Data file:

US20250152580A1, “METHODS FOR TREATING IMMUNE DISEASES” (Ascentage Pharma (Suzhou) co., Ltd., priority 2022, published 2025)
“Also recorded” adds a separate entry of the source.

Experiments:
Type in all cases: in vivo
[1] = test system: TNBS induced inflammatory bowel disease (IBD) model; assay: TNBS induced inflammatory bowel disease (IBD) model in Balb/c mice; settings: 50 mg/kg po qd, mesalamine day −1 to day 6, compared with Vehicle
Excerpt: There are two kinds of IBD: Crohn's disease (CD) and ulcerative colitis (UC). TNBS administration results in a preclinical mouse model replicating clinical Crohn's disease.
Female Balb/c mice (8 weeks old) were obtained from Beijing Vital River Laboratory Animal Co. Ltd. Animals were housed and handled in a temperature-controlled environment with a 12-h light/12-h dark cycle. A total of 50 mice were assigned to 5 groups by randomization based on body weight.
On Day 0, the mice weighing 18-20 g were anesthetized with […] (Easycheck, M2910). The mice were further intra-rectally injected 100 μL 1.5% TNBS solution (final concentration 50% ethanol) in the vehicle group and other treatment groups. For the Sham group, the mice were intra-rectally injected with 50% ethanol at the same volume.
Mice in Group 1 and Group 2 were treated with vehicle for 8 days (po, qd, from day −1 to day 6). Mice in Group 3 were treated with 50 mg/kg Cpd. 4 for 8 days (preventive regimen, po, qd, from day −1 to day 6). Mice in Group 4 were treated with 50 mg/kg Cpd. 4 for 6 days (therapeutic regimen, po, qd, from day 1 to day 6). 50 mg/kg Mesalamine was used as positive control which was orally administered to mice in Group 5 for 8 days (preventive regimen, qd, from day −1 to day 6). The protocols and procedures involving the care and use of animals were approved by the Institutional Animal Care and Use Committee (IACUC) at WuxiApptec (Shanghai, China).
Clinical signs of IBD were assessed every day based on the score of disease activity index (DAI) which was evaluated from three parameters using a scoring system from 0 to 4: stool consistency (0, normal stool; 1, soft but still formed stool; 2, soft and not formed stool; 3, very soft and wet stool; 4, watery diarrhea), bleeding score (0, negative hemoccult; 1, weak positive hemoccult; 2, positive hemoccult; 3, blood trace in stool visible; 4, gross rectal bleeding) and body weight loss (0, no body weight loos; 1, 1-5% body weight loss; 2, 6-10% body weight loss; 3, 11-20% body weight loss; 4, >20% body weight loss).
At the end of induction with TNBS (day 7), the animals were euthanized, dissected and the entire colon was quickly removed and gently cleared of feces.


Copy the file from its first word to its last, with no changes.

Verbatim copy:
US20250152580A1, “METHODS FOR TREATING IMMUNE DISEASES” (Ascentage Pharma (Suzhou) co., Ltd., priority 2022, published 2025)
“Also recorded” adds a separate entry of the source.

Experiments:
Type in all cases: in vivo
[1] = test system: TNBS induced inflammatory bowel disease (IBD) model; assay: TNBS induced inflammatory bowel disease (IBD) model in Balb/c mice; settings: 50 mg/kg po qd, mesalamine day −1 to day 6, compared with Vehicle
Excerpt: There are two kinds of IBD: Crohn's disease (CD) and ulcerative colitis (UC). TNBS administration results in a preclinical mouse model replicating clinical Crohn's disease.
Female Balb/c mice (8 weeks old) were obtained from Beijing Vital River Laboratory Animal Co. Ltd. Animals were housed and handled in a temperature-controlled environment with a 12-h light/12-h dark cycle. A total of 50 mice were assigned to 5 groups by randomization based on body weight.
On Day 0, the mice weighing 18-20 g were anesthetized with […] (Easycheck, M2910). The mice were further intra-rectally injected 100 μL 1.5% TNBS solution (final concentration 50% ethanol) in the vehicle group and other treatment groups. For the Sham group, the mice were intra-rectally injected with 50% ethanol at the same volume.
Mice in Group 1 and Group 2 were treated with vehicle for 8 days (po, qd, from day −1 to day 6). Mice in Group 3 were treated with 50 mg/kg Cpd. 4 for 8 days (preventive regimen, po, qd, from day −1 to day 6). Mice in Group 4 were treated with 50 mg/kg Cpd. 4 for 6 days (therapeutic regimen, po, qd, from day 1 to day 6). 50 mg/kg Mesalamine was used as positive control which was orally administered to mice in Group 5 for 8 days (preventive regimen, qd, from day −1 to day 6). The protocols and procedures involving the care and use of animals were approved by the Institutional Animal Care and Use Committee (IACUC) at WuxiApptec (Shanghai, China).
Clinical signs of IBD were assessed every day based on the score of disease activity index (DAI) which was evaluated from three parameters using a scoring system from 0 to 4: stool consistency (0, normal stool; 1, soft but still formed stool; 2, soft and not formed stool; 3, very soft and wet stool; 4, watery diarrhea), bleeding score (0, negative hemoccult; 1, weak positive hemoccult; 2, positive hemoccult; 3, blood trace in stool visible; 4, gross rectal bleeding) and body weight loss (0, no body weight loos; 1, 1-5% body weight loss; 2, 6-10% body weight loss; 3, 11-20% body weight loss; 4, >20% body weight loss).
At the end of induction with TNBS (day 7), the animals were euthanized, dissected and the entire colon was quickly removed and gently cleared of feces.